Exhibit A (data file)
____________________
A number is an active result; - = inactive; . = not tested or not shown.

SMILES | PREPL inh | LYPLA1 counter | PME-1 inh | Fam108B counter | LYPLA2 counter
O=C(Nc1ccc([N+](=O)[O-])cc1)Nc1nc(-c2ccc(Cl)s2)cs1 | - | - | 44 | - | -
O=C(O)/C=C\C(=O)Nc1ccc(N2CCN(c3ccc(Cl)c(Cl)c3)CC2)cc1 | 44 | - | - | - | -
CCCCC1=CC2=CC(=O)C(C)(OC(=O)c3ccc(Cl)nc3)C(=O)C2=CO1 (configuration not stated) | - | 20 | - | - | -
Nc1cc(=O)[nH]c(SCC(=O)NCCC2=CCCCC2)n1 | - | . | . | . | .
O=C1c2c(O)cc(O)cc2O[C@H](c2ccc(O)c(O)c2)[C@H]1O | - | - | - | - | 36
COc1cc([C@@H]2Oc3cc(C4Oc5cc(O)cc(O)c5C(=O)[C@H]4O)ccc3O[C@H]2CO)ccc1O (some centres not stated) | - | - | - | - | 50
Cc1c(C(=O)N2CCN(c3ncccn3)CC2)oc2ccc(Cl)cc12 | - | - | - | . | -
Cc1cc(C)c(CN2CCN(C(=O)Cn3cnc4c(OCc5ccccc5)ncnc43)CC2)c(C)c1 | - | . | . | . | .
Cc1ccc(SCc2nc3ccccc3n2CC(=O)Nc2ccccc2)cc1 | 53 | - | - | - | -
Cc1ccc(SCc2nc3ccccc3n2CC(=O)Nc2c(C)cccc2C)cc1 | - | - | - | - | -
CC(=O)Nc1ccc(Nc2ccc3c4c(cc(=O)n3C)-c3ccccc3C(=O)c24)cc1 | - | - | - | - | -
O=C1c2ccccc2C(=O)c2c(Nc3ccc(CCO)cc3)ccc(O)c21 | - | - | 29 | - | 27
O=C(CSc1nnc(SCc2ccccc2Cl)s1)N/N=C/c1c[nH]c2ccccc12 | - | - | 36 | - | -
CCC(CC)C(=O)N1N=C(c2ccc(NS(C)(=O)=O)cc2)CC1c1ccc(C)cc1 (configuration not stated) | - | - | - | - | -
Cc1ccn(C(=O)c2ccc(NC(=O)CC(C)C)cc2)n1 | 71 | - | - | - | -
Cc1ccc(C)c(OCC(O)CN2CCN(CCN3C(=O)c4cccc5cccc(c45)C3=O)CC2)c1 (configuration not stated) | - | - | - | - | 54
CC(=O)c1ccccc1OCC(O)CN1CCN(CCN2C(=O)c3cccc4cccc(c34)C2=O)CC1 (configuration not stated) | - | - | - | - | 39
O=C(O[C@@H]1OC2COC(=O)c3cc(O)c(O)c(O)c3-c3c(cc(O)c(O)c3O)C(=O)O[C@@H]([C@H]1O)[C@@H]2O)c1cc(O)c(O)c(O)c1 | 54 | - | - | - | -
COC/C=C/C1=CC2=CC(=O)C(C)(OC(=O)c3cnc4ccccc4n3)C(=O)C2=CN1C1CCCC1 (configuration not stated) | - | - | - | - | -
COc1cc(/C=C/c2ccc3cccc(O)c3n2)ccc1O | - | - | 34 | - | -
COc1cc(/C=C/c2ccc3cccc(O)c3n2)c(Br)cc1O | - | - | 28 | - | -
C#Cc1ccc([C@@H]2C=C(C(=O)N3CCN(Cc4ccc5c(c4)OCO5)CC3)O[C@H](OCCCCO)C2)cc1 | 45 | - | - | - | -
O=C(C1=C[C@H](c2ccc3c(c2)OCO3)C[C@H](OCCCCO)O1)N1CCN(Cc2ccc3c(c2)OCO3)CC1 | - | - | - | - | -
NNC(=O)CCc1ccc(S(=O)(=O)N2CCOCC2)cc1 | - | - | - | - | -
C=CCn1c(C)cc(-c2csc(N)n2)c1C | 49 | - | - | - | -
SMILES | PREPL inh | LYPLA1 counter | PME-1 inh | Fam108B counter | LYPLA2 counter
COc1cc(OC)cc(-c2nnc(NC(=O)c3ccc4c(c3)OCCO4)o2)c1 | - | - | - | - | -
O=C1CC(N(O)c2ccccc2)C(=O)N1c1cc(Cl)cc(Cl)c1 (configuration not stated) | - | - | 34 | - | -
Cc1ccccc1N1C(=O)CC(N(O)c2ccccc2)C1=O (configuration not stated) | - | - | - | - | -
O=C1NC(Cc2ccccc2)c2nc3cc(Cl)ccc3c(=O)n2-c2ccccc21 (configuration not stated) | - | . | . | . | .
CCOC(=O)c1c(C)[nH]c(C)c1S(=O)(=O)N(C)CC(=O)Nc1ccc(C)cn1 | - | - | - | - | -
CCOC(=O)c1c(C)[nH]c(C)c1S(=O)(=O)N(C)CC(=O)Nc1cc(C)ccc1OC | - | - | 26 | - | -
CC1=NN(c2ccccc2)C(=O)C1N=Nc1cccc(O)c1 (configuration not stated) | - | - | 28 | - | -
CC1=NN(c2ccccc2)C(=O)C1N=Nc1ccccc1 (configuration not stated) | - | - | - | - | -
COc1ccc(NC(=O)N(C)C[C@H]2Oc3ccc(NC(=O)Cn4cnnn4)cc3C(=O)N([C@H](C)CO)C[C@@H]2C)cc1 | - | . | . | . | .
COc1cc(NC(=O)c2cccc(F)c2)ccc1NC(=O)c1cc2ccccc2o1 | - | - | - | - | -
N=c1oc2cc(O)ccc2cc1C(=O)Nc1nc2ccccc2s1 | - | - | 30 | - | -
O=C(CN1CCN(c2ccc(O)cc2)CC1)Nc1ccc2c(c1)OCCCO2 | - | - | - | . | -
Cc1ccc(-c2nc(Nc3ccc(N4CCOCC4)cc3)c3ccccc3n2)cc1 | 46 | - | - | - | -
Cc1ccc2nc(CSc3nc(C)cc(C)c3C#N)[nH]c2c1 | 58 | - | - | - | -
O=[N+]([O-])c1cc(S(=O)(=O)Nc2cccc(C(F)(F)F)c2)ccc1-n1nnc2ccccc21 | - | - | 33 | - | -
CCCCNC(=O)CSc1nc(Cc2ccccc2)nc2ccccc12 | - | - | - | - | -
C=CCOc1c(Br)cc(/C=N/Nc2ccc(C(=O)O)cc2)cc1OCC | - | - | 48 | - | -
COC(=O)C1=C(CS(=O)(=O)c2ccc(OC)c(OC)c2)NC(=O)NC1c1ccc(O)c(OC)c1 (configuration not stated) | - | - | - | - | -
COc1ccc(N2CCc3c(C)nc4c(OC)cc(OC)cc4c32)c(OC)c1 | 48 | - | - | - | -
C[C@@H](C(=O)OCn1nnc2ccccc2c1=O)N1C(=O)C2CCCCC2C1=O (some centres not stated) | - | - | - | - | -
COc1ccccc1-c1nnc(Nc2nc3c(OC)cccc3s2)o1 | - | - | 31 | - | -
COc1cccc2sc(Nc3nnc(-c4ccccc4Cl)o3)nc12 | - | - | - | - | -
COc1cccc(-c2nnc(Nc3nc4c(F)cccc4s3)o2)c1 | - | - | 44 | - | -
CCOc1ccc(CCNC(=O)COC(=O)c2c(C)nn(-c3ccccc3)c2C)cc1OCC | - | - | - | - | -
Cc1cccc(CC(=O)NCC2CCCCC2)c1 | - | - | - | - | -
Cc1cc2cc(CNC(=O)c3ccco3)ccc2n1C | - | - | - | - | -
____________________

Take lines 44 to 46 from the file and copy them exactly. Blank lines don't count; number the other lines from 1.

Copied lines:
CCCCNC(=O)CSc1nc(Cc2ccccc2)nc2ccccc12 | - | - | - | - | -
C=CCOc1c(Br)cc(/C=N/Nc2ccc(C(=O)O)cc2)cc1OCC | - | - | 48 | - | -
COC(=O)C1=C(CS(=O)(=O)c2ccc(OC)c(OC)c2)NC(=O)NC1c1ccc(O)c(OC)c1 (configuration not stated) | - | - | - | - | -